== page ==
Technology Transfer and Non-Delegation

Christopher L. Sagers, Cleveland State University

In Progress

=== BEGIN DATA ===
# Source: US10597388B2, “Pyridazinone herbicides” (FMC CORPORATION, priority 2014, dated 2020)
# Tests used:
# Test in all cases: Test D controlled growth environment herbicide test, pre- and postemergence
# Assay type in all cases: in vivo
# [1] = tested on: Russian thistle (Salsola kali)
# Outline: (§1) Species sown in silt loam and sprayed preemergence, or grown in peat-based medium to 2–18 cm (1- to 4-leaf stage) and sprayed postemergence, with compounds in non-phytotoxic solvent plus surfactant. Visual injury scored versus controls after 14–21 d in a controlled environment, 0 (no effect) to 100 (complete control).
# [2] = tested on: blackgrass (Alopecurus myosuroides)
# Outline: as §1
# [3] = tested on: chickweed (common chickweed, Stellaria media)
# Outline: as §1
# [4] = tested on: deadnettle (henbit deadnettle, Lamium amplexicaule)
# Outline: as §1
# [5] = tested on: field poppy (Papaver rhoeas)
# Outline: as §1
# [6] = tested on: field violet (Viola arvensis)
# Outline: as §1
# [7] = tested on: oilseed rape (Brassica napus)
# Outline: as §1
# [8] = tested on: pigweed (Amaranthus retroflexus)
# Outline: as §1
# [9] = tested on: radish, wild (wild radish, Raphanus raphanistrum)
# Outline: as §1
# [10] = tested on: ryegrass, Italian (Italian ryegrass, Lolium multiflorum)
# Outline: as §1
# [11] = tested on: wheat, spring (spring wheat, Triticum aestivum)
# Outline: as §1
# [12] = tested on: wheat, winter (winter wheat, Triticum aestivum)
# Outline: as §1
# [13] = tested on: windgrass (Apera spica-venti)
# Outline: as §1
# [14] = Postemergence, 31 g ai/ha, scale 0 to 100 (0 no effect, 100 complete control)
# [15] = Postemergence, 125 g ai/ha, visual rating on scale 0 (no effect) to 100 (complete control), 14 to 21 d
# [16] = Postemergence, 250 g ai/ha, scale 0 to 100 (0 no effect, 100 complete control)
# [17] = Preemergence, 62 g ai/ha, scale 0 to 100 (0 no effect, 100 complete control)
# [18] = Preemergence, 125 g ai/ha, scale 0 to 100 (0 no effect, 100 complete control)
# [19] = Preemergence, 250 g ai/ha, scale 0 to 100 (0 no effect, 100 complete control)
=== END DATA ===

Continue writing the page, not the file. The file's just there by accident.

The argument here is that if there is any real change afoot it is that antitrust is really just shifting from one set of rules to another. Moreover, the growing body of new rules - that is, the rules that actually decide antitrust cases - often are not fundamentally economic in character and sometimes are fairly hard even to justify on efficiency grounds. In fact, their unifying theme is if anything just a judicial instinct favoring individual liberty. And, as the paper explains, the claim that recent changes in antitrust doctrine have been apolitical is patently absurd. In short, the claim here is that at least as good a case can be made that antitrust is increasingly rule-bound, libertarian (as opposed to neoclassically economic), and intractably political. The paper demonstrates this by collecting a series of rules currently coalescing in the lower courts, all of which amount to rules of more or less per se legality and all of which are better explained by libertarian individualism than neoclassical price theory.